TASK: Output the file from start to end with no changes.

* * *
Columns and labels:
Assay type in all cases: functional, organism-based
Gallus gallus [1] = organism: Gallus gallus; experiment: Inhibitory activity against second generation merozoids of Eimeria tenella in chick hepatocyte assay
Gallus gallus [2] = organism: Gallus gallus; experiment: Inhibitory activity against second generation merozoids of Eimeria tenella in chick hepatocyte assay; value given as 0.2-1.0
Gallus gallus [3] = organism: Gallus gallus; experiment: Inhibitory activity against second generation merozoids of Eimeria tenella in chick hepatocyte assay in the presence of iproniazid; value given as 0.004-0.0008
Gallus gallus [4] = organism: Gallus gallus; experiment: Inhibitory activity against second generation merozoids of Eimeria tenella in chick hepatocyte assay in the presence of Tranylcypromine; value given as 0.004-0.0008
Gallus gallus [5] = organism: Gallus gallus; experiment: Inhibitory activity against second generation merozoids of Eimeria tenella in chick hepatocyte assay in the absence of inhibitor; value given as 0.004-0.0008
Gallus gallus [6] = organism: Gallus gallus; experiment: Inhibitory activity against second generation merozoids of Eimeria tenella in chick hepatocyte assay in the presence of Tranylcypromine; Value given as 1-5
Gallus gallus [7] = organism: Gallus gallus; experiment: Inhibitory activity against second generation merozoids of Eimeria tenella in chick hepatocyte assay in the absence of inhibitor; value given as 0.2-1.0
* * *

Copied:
Columns and labels:
Assay type in all cases: functional, organism-based
Gallus gallus [1] = organism: Gallus gallus; experiment: Inhibitory activity against second generation merozoids of Eimeria tenella in chick hepatocyte assay
Gallus gallus [2] = organism: Gallus gallus; experiment: Inhibitory activity against second generation merozoids of Eimeria tenella in chick hepatocyte assay; value given as 0.2-1.0
Gallus gallus [3] = organism: Gallus gallus; experiment: Inhibitory activity against second generation merozoids of Eimeria tenella in chick hepatocyte assay in the presence of iproniazid; value given as 0.004-0.0008
Gallus gallus [4] = organism: Gallus gallus; experiment: Inhibitory activity against second generation merozoids of Eimeria tenella in chick hepatocyte assay in the presence of Tranylcypromine; value given as 0.004-0.0008
Gallus gallus [5] = organism: Gallus gallus; experiment: Inhibitory activity against second generation merozoids of Eimeria tenella in chick hepatocyte assay in the absence of inhibitor; value given as 0.004-0.0008
Gallus gallus [6] = organism: Gallus gallus; experiment: Inhibitory activity against second generation merozoids of Eimeria tenella in chick hepatocyte assay in the presence of Tranylcypromine; Value given as 1-5
Gallus gallus [7] = organism: Gallus gallus; experiment: Inhibitory activity against second generation merozoids of Eimeria tenella in chick hepatocyte assay in the absence of inhibitor; value given as 0.2-1.0